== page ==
Often referred to as psychotic experiences, unusual perceptual experiences, thoughts and beliefs (UPTBs) are not uncommon in youth populations. Phenomenological studies of these experiences are lacking. This study aimed to (1) describe the phenomenological characteristics of UPTBs in a sample of young adolescents and (2) explore how young people made sense of those experiences.
Participants were 53 young people aged 11–13 years from a population-based study of mental health. All met criteria for UPTBs following clinical interviews as part of the study. Documentary data on UPTBs in the form of transcribed notes, recorded during clinical interviews, were analysed using content analysis. Data on UPTBs were coded, organised into categorical themes and quantified using descriptive statistics. Qualitative themes on how participants made sense of their experiences were identified.
Participants reported UPTBs across four domains: auditory verbal, auditory non-verbal, non-auditory perceptual experiences and unusual thoughts and beliefs. UPTBs were phenomenologically rich and diverse. Young people sought to make sense of their experiences in multiple ways: normalising them, externalising them by attributing them to paranormal entities and distancing them from psychiatric explanations. Uncertainty about the source of UPTBs was identified as a superordinate theme.
Findings from this study offer new insights into the phenomenological qualities and characteristics of UPTBs in young adolescents. They also reveal that early adolescents may not make sense of their experiences within a psychiatric framework. These findings highlight the need to develop a more phenomenologically sensitive and nuanced approach to studying UPTBs in young people.
Evidence suggests that early trauma may have a negative effect on cognitive functioning in individuals with psychosis, yet the relationship between childhood trauma and cognition among those at clinical high risk (CHR) for psychosis remains unexplored. Our sample consisted of 626 CHR children and 279 healthy controls who were recruited as part of the North American Prodrome Longitudinal Study 2. Childhood trauma up to the age of 16 (psychological, physical, and sexual abuse, emotional neglect, and bullying) was assessed by using the Childhood Trauma and Abuse Scale. Multiple domains of cognition were measured at baseline and at the time of psychosis conversion, using standardized assessments. In the CHR group, there was a trend for better performance in individuals who reported a history of multiple types of childhood trauma compared with those with no/one type of trauma (Cohen d = 0.16). A history of multiple trauma types was not associated with greater cognitive change in CHR converters over time. Our findings tentatively suggest there may be different mechanisms that lead to CHR states. Individuals who are at clinical high risk who have experienced multiple types of childhood trauma may have more typically developing premorbid cognitive functioning than those who reported minimal trauma do. Further research is needed to unravel the complexity of factors underlying the development of at-risk states.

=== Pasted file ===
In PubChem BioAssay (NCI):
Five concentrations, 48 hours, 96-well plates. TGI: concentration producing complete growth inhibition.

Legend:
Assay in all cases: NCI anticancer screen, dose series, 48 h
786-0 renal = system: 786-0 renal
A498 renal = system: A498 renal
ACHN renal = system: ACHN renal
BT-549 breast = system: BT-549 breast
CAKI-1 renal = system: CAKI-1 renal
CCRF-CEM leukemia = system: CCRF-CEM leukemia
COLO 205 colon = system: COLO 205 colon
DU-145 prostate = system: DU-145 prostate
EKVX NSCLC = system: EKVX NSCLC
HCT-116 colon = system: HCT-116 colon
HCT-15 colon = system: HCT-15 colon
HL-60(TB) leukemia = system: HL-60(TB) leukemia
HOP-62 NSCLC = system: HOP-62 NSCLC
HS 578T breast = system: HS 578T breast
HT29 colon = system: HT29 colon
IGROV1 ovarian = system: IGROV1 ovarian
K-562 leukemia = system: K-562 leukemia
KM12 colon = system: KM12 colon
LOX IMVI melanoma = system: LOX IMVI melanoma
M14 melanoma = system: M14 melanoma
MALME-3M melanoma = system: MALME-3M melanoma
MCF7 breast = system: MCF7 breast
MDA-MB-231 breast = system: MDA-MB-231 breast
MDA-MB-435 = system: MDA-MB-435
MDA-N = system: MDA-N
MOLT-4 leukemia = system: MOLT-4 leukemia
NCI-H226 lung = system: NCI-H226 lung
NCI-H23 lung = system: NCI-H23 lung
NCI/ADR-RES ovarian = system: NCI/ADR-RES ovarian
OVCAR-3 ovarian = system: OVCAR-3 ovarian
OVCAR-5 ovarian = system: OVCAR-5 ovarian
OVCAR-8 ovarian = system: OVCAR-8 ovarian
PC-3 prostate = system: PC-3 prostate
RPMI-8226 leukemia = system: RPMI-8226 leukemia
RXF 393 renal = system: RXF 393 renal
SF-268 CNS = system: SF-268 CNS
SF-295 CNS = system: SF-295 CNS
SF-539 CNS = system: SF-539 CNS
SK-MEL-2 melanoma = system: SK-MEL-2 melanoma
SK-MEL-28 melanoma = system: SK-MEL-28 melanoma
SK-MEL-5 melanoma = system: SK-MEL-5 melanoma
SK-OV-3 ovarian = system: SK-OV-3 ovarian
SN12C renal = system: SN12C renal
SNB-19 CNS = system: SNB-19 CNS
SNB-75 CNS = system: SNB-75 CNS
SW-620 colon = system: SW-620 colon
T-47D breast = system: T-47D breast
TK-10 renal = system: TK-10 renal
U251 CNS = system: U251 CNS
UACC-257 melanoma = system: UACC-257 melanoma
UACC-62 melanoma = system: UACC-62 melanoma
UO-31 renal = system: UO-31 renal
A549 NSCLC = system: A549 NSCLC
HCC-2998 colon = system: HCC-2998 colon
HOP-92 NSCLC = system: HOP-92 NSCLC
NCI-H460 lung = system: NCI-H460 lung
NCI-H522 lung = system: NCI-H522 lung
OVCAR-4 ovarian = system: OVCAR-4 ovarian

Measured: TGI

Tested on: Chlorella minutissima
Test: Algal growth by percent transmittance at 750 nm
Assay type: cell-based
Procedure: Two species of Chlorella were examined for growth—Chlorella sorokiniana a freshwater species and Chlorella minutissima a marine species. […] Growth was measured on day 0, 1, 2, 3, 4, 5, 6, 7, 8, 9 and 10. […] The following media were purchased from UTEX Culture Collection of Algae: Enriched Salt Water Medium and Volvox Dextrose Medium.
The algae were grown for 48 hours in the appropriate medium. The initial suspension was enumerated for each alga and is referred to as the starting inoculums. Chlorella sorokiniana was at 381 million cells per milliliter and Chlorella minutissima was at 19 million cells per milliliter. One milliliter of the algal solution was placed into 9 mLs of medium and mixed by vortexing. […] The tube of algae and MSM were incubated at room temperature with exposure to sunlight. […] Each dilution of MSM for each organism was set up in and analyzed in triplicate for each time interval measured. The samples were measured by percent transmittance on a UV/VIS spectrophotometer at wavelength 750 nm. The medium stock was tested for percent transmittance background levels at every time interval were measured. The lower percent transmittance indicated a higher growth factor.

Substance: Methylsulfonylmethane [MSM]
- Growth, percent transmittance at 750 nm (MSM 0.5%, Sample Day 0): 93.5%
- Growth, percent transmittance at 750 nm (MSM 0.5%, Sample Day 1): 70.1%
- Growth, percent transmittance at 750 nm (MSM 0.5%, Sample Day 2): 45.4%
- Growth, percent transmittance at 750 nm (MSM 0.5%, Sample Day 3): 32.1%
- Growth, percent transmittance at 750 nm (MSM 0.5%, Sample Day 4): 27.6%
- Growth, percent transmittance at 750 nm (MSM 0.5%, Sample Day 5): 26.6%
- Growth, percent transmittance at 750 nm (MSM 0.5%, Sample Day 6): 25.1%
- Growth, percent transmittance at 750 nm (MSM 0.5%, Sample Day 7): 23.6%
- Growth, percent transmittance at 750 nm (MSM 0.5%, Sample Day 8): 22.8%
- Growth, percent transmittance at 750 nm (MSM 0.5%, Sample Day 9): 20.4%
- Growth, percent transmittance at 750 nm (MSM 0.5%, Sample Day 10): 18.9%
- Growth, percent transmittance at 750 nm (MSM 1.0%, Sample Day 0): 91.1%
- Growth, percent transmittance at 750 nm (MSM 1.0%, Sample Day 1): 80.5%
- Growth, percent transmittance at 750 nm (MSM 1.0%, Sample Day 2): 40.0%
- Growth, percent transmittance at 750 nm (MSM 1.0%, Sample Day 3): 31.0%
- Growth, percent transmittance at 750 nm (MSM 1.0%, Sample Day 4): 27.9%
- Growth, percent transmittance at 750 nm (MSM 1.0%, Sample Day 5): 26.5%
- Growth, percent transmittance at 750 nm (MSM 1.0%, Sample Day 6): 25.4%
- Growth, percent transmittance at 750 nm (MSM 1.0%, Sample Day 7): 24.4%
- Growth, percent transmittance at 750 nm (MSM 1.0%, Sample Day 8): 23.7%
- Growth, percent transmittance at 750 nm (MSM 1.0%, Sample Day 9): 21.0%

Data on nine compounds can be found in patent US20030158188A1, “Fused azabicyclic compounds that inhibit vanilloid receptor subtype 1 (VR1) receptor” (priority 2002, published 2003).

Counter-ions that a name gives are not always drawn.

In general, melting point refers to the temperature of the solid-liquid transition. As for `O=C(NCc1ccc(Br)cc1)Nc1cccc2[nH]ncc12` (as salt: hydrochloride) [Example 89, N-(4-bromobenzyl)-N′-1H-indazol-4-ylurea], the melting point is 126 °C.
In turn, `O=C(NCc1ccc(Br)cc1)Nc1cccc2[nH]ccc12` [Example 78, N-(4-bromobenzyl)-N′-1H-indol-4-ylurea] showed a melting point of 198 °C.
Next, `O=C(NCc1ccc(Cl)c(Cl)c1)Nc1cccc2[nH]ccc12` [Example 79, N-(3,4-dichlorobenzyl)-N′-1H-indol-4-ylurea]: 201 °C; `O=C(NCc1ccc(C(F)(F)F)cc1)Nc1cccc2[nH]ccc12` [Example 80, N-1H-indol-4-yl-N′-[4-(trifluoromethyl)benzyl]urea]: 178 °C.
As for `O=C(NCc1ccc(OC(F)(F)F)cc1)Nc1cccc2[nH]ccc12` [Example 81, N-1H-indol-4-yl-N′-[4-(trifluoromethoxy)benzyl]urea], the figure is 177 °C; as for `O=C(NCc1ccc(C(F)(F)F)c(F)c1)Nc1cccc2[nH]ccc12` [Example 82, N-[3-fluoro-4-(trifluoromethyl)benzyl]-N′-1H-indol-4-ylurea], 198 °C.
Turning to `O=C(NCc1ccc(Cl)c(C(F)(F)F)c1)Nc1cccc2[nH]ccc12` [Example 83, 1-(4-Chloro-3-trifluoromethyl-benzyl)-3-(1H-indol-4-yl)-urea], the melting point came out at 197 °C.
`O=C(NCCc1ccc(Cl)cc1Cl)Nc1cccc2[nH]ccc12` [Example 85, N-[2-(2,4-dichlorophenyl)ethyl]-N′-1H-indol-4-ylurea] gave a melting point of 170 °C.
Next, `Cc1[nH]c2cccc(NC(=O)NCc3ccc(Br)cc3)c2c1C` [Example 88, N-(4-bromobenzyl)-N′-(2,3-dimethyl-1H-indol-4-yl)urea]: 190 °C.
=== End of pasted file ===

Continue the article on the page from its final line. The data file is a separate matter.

To identify and synthesise the literature on the cost of mental disorders.
Systematic literature searches were conducted in the databases PubMed, EMBASE, Web of Science, EconLit, NHS York Database and PsychInfo using key terms for cost and mental disorders. Searches were restricted to January 1980–May 2019. The inclusion criteria were: (1) cost-of-illness studies or cost-analyses; (2) diagnosis of at least one mental disorder; (3) study population based on the general population; (4) outcome in monetary units. The systematic review was preregistered on PROSPERO (ID: CRD42019127783).
In total, 13 579 potential titles and abstracts were screened and 439 full-text articles were evaluated by two independent reviewers. Of these, 112 articles were included from the systematic searches and 31 additional articles from snowball searching, resulting in 143 included articles. Data were available from 48 countries and categorised according to nine mental disorder groups. The quality of the studies varied widely and there was a lack of studies from low- and middle-income countries and for certain types of mental disorders (e.g. intellectual disabilities and eating disorders). Our study showed that certain groups of mental disorders are more costly than others and that these rankings are relatively stable between countries. An interactive data visualisation site can be found here: https://nbepi.com/econ.
This is the first study to provide a comprehensive overview of the cost of mental disorders worldwide.
Migrant youths endure many challenges. Such challenges can be stressful and lead to psychological difficulties. We investigated the relationship between migration, psychopathology and stressful events in children and adolescents. We hypothesised that migrant youths would show higher levels of psychopathology and more stressful life events than non-migrant youths.
Using the Child cohort (Cohort ‘98) of the ‘Growing up in Ireland’ study we investigated psychopathology, as measured by the Strengths and Difficulties questionnaire (SDQ) at age 9 and 13 and stressful life events in migrant and non-migrant youths.
There was no significant difference between the proportion of migrant and non-migrant youths reporting psychopathology in childhood (p>0.05) or adolescence (p>0.05). Analysis of the SDQ subscales revealed that a significantly greater proportion of migrant youths had hyperactivity problems in childhood (p = 0.04) but a greater proportion of non-migrant youths had emotional problems in early adolescence (p = 0.04). We found that migrant youths experienced significantly more stressful life events than their non-migrant counterparts (p<0.01), however, once ‘Moving house/country‘ was removed as a stressor, there was no difference between the groups (p>0.27).